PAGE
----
LOUISVILLE, Ky. (WDRB) -- The leaders of Wayside Christian Mission suggested an urban campground could help relieve some of the homeless housing problems in Louisville.
Between its regular shelter and the low-barrier shelter, Wayside’s 460 beds are regularly full. The shelter is only allowed to add temporary beds outside of its capacity if the temperatures drop below 32 degrees or spike above 95 degrees.
One of Wayside’s directors, Nina Moseley, said there are still plenty of homeless people who do not have a place to go. For years, many have camped in secluded areas and want to stay outside. She said either mental health concerns or drug and alcohol abuse are major factors for these people to refuse shelter or housing.
Moseley added there is a reason why homelessness seems to be a more “visible” problem the last few years.
“A lot of it had to do with the botanical gardens coming to the riverfront, which is where a lot of folks used to camp," Moseley said. "The Louisville soccer field coming in ... They’re taking the spaces where people camped for years unnoticed.”
Recently, the homeless were required to move out from under the overpasses in downtown Louisville, forcing many to seek shelter inside places like Wayside or head to camps like the one near the CSX railway. But soon, those camping near on the railway’s property will need to move as well.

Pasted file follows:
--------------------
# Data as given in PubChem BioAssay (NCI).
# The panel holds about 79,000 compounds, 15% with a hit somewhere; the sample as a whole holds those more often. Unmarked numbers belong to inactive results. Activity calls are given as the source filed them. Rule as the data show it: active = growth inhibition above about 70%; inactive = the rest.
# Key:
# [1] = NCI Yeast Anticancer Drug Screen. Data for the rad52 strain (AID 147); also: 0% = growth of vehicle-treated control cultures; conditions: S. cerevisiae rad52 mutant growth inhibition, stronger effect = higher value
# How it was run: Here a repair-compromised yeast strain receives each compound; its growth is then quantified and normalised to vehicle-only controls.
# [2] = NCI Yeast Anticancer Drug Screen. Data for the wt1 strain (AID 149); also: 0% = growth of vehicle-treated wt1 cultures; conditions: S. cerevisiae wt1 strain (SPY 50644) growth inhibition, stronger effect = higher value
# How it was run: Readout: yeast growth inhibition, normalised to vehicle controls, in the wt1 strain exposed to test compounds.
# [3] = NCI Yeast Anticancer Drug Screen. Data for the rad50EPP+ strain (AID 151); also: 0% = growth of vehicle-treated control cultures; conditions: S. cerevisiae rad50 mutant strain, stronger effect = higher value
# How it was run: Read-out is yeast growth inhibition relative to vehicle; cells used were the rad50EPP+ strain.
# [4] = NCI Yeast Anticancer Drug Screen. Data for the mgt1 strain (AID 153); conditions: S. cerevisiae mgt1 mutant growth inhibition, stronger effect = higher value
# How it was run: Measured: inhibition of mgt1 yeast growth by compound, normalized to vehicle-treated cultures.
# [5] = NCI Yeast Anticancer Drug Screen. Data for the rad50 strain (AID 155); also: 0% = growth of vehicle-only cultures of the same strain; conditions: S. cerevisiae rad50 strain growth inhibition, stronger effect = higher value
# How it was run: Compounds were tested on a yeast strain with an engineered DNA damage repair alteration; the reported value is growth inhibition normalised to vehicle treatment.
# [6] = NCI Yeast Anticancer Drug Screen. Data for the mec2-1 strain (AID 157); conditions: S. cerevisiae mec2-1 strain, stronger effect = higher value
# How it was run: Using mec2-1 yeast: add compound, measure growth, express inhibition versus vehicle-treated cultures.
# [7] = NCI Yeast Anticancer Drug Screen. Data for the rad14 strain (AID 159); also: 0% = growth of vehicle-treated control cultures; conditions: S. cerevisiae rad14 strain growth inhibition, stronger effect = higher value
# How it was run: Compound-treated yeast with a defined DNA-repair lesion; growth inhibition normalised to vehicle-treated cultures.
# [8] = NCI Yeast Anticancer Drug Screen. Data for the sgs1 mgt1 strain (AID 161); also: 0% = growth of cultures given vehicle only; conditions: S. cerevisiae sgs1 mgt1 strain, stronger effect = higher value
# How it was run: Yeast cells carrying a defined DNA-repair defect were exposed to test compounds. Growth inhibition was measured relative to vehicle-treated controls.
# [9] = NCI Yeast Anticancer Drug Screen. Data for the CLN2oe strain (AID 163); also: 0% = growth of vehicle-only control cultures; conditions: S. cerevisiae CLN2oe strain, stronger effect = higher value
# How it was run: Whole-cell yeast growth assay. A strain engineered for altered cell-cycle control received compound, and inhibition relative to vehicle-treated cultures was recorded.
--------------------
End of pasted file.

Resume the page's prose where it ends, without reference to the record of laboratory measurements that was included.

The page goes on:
With so few places for people to go, Moseley pitched the idea of an urban campground to the city. Moseley discussed the idea with Mayor Greg Fischer, and she said it has worked in other cities.
“There needs to be some place where folks can camp and not be moved constantly from place to place, I think,” she said. “It would need to be done in such a way that would limit liability and make it as safe as possible.”
Moseley suggested the idea of using part of a park that already has utilities like bathrooms and showers. But with the city’s budget problems, it is hard to look at solutions when the shelters are already expecting cuts.
Wayside receives most of its funding from private donations. She said only around $15,000 comes from Metro Louisville to support its family shelter. And the low-barrier shelter was funded through surplus funding, which will run out by the end of June.
Moseley said they will need to wait and see what Fischer pitches Thursday in his budget proposal. But she expects to see cuts to homeless services, which will require even more creative problem solving skills for the future.
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